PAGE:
What got me on to all of this? Last summer I took the American Antiquarian Society’s Summer Seminar in the History of the Book. The year’s theme was “Books in the World of Objects,” and much of our reading and discussion revolved around thing theory, a diffuse but more-unified-than-practice-theory study of the nature of objects and their relationships with humans and the larger world. Some thing theorists argue that objects have their own agency, even moral properties, while more moderate thing theorists view objects as extensions of human agency and intention. I came across practice theory among the footnotes of our readings in that seminar, and I’ve been especially interested in the work of British sociologist Elizabeth Shove and her collaborators who have focused their version of practice theory on finding a clearer space for understanding the role of objects within practices. While avoiding both the “things are alive!” argument and the reductive comfort of technological determinism (we do what we do because the machines make us do it), this style of practice theory makes human interaction with things—especially manufactured things—much more dynamic, bringing attention to ways in which humans adapt themselves to their things while also altering those things in the process.
I find this an especially compelling way to think about reading as a practice. Books change us and we change books (there’s much more to say about other forms of reading media, but I’m sticking to books for the moment). Books enable and limit conversations among people; some books are perfect for reading at the beach, others demand an attentive posture and serious quiet—in one setting, also a pen or pencil; in another, such implements should be nowhere near the book, as in a rare books library.
When we read, we’re engaging with text as well as the thing—the book—in which the text is delivered. A pocket-size hymnbook will give a very different experience of getting to know the works of Isaac Watts than a finely illustrated, large-format gift book of great hymns would. If you were to take that small hymnbook into a church and read it during the service, that would give you another way to shape your experience. If you’re in a church where it’s expected that you will sing from the book and you choose to read quietly, your action becomes a form of resistance; if you’re in a church where the music is happening up front and the congregation listens attentively, your silent reading fits right in. However, if you read your hymnbook during the sermon, that silent reading again pushes against the norms of the practice. If you’re suddenly reminded of a text from something the preacher says, or he alludes to or quotes a hymn you want to read more of, you may turn to it, even if you are technically supposed to be listening at the moment. Here is where the give-and-take of practice starts to become especially apparent. Every context and behavior involving that hymnbook, or its gift-book counterpart, can be understood as participating in the practice of reading, yet it’s also clear that each of these is distinctive in some way.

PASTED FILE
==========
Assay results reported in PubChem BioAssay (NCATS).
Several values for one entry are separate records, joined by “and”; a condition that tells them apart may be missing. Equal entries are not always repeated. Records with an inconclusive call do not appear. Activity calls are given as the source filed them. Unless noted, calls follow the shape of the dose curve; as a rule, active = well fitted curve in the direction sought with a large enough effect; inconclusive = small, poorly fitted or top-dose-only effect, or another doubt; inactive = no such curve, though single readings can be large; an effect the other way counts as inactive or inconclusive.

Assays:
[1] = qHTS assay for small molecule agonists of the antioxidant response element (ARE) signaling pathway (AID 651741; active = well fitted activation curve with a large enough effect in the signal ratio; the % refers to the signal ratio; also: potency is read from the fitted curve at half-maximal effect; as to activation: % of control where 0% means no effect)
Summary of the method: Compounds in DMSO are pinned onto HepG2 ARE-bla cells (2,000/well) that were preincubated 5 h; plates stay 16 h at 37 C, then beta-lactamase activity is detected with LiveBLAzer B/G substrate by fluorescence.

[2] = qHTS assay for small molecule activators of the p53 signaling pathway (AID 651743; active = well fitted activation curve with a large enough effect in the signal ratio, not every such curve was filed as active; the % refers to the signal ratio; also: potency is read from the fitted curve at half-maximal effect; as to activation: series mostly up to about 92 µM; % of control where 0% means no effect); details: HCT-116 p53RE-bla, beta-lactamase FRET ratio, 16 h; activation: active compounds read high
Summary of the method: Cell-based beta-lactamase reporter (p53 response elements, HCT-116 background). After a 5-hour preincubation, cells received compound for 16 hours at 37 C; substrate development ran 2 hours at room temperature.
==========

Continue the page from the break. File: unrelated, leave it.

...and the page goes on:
When we talk about reading, then, we’re not talking about one thing; we’re talking about a huge range of things that encompass architecture, posture, shared bodily space, voice, hand positions and motions, routes traveled along and between pages, and so on. Practice theory provides a framework for seeing all of that, for talking about it and thinking about how individual moments—what Shove calls “practices-as-performances”—participate in much larger patterns (“practices-as-entities”) that emerge, stabilize, evolve, and fade. The reading of hymnbooks is one such pattern that my next book, The Hymnal Before the Notes, is aimed at describing. Practice theory is helping me put into focus more fully what the beginning, middle, and end are of the story I wish to tell, as well as what are some of the most intriguing turning points as well as which enduring trends stand out across the many individual cases I’m investigating. Literary critics haven’t done much with practice theory, nor have book historians. One area where this kind of thinking has had prior influence, however, is in the approach generally known as lived religion in religious studies: the empirical analysis of how actual people practice their religion rather than turning to doctrine or institutional (meaning leaders’) history. My next blog post will discuss some of the reading I’ve been doing along those lines, some of which will relate to last week’s themes of secularism and belief, some of which will highlight why I find practice theory so interesting and promising.
- Post-secularism 2: Enchantment (long) after Weber
- Poetic Faith: The Monkhood of All Believers?